Morion (Mask)

This mask is worn on head during the Moriones Festival in the Philippines. It has a grimacing stern face in a gold helmet with multi-colored feather crest and nylon ties.

The masks play a significant role in the Moriones Festival, which is a traditional Catholic festival that is celebrated annually on the island of Marinduque in the Philippines. The festival is a reenactment of the story of Longinus, a Roman soldier who pierced the side of Jesus Christ with a spear, and the masks are worn by participants to represent different characters in the story.

The masks used in the Moriones Festival are typically large and elaborate, often featuring bright colors and intricate designs. They are hand-made using traditional techniques and materials, such as bamboo, cloth, and paint. Participants in the festival wear the masks during a procession through the streets of the town, reenacting the story of Longinus and other biblical scenes.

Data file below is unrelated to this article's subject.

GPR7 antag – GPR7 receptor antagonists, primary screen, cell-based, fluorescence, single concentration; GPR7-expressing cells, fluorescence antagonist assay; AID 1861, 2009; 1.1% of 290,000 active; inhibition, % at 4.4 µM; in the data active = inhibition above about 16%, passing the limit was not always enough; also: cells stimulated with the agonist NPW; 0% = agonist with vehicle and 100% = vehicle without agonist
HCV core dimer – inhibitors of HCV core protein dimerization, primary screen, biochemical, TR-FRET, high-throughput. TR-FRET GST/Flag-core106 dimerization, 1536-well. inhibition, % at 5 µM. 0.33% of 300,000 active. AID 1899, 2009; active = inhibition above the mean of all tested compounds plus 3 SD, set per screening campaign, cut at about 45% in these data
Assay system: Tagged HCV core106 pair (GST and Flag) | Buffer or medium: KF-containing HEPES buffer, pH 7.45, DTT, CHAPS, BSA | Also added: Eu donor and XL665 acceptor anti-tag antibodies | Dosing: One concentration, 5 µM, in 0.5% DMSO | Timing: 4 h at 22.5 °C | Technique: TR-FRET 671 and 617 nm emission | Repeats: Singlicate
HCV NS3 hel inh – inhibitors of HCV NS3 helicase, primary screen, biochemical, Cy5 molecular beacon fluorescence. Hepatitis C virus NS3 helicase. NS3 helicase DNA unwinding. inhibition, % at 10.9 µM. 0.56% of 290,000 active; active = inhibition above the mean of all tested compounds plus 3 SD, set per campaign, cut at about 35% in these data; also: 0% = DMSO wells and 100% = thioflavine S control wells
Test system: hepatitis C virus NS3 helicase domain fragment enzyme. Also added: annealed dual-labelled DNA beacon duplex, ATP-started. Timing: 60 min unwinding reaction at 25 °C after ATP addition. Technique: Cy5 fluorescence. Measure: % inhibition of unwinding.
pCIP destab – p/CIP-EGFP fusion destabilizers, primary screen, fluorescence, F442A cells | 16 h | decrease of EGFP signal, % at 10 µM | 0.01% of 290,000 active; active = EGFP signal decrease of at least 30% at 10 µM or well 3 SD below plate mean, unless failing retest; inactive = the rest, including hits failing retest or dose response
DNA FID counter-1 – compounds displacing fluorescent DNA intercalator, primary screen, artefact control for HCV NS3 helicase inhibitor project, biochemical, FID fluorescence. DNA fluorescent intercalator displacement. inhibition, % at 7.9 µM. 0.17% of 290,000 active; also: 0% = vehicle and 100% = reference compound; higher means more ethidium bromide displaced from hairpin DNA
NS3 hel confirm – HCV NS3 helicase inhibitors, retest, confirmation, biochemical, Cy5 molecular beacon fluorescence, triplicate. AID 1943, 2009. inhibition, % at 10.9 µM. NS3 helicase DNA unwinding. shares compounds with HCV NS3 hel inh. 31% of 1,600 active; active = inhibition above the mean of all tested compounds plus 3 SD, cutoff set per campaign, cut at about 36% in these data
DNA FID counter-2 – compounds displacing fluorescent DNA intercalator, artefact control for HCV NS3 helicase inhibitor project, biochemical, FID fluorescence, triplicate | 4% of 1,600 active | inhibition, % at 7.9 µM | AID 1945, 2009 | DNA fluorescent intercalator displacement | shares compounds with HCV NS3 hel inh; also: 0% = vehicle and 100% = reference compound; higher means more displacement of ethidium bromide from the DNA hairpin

The masks are an important part of the Moriones Festival and play a crucial role in bringing the story of Longinus to life. They are also a symbol of the rich cultural heritage of Marinduque, reflecting the island's traditions, values, and beliefs. In addition to their symbolic significance, the masks also serve an important social function, bringing people together and fostering a sense of community and shared identity. The Moriones Festival is an important way for the people of Marinduque to preserve their cultural heritage and to celebrate their shared history and traditions.